In Colorado, the issue of child support arises in most custody cases or divorce cases with children. At Plog & Stein, our experienced Denver area family law attorneys recognize that there are multiple aspects to raising a child. Kids need the love of their parents most, but also deserve to be taken care of in a financially appropriate manner. In the Denver metropolitan area, or Colorado as a whole, child support is intended to be truly for the children. With a firm grasp of the law regarding child support, we recognize that each case is different and that complex issues can arise which can affect the bottom line for either party.
At Plog & Stein, we handle all aspects of child support cases, including initial determinations, modifications, collection of past due support, enforcement of child support orders, and dealing with Child Support Enforcement Agencies. You need to know what you will be paying or what you will be receiving. Our goal is to make sure that you are dealt with fairly, regardless of which side of the child support equation you are on.
Child support is an area of family law with many variables and a lot of client questions. People often come to our attorneys with perceptions of what child support should be or how it works, based on talking to friends or family members. Perhaps one of the most black and white areas of family law, child support is generally based on a statutory formula and, therefore, can ultimately be a question of mathematics. At the same time, what goes into that formula is what matters, and where the legal battles usually occur.
Colorado child support is set forth pursuant to statutory section C.R.S. 14-10-115. The primary factors going into a child support calculation are the incomes of each party, the number of children, the number of overnights (if over 93 per year) for the non-custodial parent, day care (if any), and health insurance costs for the children. These factors are all plugged into a software program, which then generates the monthly amount of child support as per statute. Child support is generally not based on expenses or property. Though the statutory formula is a reflection of what the legislature has determined to be the dollar amount(s) needed to raise a child, the actual “needs” of a child are not generally an issue argued in court. In most instances, Colorado area courts will follow the statutory guidelines, barring extreme circumstances.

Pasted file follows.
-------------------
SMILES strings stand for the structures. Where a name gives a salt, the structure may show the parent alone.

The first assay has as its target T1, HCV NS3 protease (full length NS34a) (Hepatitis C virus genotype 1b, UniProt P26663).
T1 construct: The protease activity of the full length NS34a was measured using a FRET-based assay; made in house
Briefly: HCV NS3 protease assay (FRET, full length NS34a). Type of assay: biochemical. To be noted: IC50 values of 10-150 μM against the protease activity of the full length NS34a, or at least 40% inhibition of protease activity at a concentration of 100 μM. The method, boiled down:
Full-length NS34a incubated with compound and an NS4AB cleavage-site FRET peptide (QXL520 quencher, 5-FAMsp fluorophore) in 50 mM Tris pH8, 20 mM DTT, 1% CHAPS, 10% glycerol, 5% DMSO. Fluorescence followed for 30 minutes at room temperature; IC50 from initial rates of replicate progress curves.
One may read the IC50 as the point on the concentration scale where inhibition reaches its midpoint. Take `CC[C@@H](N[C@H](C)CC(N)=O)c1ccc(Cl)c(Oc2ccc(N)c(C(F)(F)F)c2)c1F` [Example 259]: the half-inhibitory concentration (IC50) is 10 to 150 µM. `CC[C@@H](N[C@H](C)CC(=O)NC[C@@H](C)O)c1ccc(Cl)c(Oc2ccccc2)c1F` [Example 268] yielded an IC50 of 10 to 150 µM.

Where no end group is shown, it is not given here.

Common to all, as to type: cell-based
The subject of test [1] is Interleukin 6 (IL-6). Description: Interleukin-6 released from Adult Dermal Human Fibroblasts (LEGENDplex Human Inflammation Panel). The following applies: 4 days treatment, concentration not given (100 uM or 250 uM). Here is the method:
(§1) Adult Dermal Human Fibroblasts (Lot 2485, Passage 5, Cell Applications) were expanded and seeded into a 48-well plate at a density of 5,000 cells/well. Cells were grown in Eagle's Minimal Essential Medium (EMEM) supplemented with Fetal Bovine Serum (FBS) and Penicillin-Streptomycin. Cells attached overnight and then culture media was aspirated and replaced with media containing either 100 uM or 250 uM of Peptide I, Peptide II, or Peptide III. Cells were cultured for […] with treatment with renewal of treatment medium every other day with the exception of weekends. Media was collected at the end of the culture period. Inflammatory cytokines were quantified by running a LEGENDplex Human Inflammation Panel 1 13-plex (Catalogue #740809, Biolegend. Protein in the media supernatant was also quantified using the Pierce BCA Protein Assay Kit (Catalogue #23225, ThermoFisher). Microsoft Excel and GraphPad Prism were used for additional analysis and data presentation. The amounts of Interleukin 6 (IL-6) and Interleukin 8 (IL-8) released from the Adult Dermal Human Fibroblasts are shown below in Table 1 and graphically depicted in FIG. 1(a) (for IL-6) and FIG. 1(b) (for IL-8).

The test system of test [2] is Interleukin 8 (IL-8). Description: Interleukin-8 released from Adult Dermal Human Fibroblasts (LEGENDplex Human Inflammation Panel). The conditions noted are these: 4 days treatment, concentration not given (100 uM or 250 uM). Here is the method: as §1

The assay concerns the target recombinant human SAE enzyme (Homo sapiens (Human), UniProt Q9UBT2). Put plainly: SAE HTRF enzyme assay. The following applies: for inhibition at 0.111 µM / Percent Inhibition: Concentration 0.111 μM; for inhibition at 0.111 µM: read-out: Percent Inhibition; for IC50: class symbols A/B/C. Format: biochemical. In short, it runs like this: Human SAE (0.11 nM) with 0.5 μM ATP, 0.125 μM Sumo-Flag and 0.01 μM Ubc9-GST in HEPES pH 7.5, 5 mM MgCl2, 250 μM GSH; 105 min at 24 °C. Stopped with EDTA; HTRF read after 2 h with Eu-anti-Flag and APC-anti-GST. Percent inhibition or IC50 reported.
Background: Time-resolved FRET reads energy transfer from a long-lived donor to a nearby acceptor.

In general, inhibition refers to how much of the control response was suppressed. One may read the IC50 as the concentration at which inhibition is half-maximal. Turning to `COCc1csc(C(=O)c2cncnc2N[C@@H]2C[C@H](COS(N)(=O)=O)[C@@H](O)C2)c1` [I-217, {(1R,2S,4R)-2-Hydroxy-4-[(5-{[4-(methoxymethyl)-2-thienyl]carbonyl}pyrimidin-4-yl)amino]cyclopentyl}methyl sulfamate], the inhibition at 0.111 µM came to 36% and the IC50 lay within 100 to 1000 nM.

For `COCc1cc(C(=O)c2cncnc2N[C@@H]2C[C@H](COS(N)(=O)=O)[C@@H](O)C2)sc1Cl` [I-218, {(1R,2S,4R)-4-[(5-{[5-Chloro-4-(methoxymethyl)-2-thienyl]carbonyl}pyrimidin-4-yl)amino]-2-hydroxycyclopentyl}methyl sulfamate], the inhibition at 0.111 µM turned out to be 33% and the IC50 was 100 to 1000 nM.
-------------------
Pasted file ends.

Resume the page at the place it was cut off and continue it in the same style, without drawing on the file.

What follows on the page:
Though child support can be a function of mathematics, cases can also have individual complexities related to income. In a child support case, these complexities usually arise when trying to establish income for self employed, unemployed, or under-employed people. As child support lawyers in Denver, we also recognize the importance of other statutory support issues, such as medical expenses, activity costs, and claiming the children for tax purposes.
In Colorado, child support generally continues until a child turns 19 years of age, absent statutory exceptions, such as the disability of a child or continuing high school studies. Child support litigation can be a continuing, off-and-on, process until that time. As such, our attorneys are ready to thoughtfully and vigorously assist you until your last child is emancipated. We aim to ensure our clients are afforded their rights under the law throughout that process.